Information from the disclosure must be recorded on the central record (Ofsted, Sept 2014) The nominated person is responsible for creating a list of all individual’s holding a DBS within the setting. Information will include name, address and DBS disclosure number.

Disclosure information will be kept securely in a locked filing cabinet with access restricted to the nominated person and the manager only.

The nominated person must by law refer someone to the DBS if they sack them because they have harmed, or might of harmed a child or adult.

DBS checks for agency staff

Employment agencies must provide written confirmation that the person put forward for employment holds a current DBS check issued within the last twelve months. The written confirmation from the agency must be kept within the setting as proof of suitability (Ofsted, Sept 2014).


Retention of DBS checks

Providers should destroy original DBS disclosures within six months.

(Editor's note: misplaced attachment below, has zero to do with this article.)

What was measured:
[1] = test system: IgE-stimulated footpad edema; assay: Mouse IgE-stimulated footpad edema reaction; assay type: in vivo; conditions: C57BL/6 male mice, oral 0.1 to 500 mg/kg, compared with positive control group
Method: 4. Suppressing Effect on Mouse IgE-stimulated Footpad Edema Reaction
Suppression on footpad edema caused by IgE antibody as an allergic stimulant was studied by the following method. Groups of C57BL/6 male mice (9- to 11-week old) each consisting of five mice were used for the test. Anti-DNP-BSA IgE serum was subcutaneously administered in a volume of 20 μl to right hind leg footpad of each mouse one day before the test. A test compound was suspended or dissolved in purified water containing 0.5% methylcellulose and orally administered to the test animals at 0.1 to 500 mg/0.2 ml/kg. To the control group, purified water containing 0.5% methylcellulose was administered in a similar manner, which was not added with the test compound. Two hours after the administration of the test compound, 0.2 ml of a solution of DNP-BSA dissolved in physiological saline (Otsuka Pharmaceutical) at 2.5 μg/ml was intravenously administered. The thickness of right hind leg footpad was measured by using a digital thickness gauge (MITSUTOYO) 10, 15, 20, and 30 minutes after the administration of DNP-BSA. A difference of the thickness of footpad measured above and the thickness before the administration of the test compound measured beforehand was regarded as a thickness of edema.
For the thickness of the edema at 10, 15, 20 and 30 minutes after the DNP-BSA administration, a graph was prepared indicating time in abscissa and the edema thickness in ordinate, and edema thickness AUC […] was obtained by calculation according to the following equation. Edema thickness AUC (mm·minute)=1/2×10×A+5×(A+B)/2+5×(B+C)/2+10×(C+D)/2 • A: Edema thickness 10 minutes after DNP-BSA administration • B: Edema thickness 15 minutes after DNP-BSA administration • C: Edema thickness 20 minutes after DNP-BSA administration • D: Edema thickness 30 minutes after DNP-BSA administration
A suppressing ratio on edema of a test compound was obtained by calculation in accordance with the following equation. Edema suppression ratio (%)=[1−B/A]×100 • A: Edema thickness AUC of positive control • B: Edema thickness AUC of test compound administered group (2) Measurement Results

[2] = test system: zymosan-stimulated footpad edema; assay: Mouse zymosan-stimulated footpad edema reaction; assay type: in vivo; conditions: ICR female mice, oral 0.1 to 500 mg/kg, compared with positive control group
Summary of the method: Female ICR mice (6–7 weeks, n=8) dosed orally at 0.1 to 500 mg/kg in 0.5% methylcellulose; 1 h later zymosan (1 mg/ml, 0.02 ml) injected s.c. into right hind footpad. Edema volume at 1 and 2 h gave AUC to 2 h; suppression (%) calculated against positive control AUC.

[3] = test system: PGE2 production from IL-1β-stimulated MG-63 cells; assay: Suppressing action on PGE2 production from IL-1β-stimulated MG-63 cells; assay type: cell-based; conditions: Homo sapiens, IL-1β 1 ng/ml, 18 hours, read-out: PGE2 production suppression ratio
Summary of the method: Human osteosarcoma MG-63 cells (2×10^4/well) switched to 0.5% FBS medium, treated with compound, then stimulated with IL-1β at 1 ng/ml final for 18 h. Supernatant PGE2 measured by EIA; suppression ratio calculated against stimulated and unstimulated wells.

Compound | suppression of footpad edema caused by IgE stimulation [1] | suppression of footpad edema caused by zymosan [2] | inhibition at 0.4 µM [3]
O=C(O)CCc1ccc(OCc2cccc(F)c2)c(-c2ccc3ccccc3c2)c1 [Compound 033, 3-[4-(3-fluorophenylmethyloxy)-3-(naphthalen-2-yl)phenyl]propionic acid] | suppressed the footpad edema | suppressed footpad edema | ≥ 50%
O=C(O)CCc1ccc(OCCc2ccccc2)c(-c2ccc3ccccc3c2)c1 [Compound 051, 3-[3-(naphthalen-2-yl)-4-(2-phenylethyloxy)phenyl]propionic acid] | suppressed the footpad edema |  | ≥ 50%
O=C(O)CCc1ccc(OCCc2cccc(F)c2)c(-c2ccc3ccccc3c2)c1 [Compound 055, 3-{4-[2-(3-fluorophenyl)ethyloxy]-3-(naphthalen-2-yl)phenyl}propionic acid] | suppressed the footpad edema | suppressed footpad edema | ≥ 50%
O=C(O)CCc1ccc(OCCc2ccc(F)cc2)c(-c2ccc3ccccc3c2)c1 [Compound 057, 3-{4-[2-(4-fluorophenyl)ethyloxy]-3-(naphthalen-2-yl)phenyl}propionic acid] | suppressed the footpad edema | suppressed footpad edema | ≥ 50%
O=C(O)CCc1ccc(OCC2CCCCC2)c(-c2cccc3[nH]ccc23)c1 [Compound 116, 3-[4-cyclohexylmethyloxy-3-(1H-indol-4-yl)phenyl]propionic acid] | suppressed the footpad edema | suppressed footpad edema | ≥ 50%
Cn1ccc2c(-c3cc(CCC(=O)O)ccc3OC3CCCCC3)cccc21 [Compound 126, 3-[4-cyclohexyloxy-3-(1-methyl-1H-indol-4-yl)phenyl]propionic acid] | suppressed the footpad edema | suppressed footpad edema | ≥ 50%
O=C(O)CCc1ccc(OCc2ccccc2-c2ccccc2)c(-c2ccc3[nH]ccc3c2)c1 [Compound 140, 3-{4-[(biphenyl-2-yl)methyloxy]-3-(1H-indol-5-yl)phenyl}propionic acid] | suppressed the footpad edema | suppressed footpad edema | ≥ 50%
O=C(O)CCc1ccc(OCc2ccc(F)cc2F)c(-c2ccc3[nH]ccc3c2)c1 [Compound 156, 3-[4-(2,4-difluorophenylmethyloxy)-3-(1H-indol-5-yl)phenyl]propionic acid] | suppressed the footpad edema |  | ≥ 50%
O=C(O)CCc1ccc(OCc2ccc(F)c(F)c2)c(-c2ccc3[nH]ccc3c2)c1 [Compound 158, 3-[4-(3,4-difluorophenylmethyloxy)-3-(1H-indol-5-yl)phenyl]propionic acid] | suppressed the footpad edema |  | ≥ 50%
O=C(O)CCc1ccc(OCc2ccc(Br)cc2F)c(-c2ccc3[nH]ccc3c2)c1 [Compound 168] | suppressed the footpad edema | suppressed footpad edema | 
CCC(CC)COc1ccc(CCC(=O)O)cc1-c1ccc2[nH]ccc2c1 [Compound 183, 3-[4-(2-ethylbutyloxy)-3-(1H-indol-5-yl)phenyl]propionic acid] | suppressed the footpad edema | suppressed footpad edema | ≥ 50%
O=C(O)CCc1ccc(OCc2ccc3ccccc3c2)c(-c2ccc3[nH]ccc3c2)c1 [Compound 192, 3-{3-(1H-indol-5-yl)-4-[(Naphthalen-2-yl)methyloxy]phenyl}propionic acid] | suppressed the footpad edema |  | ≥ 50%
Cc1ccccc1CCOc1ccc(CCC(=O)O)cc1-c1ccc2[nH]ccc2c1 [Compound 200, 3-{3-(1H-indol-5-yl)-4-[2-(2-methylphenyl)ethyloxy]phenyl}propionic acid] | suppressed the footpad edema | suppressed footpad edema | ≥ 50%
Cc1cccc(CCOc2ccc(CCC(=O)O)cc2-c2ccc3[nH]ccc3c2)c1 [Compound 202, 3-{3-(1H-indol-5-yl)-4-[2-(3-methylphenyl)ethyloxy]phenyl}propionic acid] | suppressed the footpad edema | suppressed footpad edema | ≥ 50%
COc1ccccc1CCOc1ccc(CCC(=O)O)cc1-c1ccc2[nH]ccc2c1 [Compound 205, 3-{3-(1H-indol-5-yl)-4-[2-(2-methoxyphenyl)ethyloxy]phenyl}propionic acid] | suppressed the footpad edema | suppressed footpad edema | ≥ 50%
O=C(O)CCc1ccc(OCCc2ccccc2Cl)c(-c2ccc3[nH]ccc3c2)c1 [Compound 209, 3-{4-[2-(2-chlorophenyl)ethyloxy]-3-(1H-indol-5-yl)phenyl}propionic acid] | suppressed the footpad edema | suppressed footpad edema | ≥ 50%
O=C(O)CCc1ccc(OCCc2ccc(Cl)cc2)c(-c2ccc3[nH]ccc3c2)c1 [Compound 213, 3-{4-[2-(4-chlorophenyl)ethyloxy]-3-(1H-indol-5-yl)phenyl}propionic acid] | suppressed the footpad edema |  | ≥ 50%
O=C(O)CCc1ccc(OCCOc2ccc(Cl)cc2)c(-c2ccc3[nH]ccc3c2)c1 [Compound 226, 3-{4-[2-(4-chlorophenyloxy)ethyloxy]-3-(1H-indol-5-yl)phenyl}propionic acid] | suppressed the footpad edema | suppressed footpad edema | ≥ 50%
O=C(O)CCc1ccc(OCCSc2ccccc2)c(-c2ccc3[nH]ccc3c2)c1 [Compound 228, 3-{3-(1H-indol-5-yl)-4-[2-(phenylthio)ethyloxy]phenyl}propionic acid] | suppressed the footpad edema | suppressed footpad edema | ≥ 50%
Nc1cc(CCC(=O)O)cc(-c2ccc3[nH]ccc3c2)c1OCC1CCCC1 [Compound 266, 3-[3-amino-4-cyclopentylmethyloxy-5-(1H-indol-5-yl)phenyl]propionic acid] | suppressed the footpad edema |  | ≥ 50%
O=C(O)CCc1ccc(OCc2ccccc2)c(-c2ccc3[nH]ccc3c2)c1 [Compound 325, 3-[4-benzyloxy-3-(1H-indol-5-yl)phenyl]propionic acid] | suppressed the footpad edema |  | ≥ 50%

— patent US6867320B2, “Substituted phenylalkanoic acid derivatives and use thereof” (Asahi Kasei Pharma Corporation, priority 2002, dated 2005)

The setting will comply fully with the data Protection Act 1998 and the DBS Code of Practice regarding the correct handling, use, storage, retention and disposal of disclosure information.

Accepting existing DBS

It is the discretion of the individual setting whether to accept existing DBS checks (Ofsted, Sept 2014).

For further guidance see


Recruitment Procedure

Job vacancies will be advertised locally. Information will include contact details, deadline for application, reference to the applicant completing a DBS check, minimum level of qualification required and hours available. The manager or nominated person may also approach a person directly if they feel they are suitable for the role.